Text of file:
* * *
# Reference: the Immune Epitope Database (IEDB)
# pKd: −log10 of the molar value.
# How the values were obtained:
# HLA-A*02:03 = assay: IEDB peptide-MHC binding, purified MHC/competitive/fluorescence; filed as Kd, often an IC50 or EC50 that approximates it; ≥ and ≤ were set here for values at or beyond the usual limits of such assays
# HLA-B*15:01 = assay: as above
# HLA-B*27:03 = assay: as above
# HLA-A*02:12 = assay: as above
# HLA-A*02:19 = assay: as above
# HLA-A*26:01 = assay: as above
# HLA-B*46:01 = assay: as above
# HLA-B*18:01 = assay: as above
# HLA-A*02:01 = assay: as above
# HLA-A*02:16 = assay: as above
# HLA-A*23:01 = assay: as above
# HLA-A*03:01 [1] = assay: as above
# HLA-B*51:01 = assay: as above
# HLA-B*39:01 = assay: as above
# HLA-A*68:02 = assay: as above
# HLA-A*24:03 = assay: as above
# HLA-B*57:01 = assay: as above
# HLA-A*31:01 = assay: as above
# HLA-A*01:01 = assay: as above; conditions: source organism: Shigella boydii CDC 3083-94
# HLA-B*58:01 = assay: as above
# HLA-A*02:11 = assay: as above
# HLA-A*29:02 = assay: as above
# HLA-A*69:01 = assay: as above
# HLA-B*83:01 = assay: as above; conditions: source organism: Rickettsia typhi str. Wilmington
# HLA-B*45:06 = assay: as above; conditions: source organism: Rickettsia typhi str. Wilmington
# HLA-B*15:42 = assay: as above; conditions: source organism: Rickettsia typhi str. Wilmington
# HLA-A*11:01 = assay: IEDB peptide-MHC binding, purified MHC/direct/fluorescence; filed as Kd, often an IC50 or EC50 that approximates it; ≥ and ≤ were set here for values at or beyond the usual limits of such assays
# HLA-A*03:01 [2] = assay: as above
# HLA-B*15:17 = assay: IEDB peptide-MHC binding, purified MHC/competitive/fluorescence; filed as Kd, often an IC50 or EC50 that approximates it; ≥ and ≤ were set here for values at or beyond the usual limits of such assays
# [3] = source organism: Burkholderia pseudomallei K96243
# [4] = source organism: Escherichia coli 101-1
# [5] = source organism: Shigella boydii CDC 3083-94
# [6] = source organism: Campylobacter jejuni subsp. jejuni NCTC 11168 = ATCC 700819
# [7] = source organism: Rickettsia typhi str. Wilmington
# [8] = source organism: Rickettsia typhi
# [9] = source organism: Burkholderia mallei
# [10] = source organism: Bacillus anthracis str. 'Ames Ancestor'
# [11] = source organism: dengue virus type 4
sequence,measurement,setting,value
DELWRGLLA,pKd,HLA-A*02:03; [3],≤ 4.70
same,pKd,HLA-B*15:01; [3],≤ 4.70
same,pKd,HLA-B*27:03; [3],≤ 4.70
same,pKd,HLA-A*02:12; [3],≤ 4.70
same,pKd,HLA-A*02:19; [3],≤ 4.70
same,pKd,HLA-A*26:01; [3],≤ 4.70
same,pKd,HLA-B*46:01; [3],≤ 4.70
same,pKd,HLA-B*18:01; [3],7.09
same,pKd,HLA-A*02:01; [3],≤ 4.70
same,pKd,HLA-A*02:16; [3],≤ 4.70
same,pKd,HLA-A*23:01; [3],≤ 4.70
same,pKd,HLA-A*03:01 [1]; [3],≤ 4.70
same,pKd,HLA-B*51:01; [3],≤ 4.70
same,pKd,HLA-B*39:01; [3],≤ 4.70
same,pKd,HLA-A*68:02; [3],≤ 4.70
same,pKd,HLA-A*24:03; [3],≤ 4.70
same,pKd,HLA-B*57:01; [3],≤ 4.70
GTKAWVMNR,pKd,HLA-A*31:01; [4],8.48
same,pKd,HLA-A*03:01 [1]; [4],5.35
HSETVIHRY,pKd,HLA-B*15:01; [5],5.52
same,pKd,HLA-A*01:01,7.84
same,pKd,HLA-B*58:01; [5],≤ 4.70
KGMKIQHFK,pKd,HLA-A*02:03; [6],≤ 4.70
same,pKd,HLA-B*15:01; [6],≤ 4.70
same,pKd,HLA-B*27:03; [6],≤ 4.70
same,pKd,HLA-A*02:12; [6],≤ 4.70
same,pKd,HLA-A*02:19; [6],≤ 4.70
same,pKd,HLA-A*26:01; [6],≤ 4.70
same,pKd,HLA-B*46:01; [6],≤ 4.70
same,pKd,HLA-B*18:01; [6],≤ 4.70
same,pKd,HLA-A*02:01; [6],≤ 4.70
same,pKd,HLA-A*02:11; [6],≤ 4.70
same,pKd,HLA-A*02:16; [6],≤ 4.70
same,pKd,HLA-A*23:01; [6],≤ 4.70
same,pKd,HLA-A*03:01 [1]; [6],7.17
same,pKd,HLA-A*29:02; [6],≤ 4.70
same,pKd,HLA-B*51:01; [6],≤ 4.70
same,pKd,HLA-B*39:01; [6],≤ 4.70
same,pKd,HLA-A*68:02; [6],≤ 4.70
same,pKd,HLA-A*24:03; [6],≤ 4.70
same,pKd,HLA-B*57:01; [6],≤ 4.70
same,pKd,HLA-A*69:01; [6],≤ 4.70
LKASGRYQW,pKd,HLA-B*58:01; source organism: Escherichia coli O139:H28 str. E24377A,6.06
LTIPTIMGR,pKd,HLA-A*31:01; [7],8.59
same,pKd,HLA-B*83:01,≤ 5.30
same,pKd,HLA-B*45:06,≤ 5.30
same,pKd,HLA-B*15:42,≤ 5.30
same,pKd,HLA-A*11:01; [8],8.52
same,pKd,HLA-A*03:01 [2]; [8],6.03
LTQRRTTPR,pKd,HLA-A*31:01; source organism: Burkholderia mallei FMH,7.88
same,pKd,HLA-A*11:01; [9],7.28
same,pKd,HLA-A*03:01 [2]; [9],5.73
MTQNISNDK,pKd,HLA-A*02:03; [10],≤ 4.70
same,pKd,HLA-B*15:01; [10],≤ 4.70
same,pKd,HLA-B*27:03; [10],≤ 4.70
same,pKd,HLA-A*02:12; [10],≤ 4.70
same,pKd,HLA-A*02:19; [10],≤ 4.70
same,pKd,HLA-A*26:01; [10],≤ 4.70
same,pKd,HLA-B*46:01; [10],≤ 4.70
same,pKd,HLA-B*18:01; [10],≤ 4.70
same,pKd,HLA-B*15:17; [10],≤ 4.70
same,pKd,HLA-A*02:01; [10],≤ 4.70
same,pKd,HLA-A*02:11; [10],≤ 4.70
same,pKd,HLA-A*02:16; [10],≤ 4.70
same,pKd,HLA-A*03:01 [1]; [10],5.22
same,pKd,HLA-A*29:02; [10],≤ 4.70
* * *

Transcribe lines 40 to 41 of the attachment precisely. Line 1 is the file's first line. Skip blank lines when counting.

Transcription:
# [10] = source organism: Bacillus anthracis str. 'Ames Ancestor'
# [11] = source organism: dengue virus type 4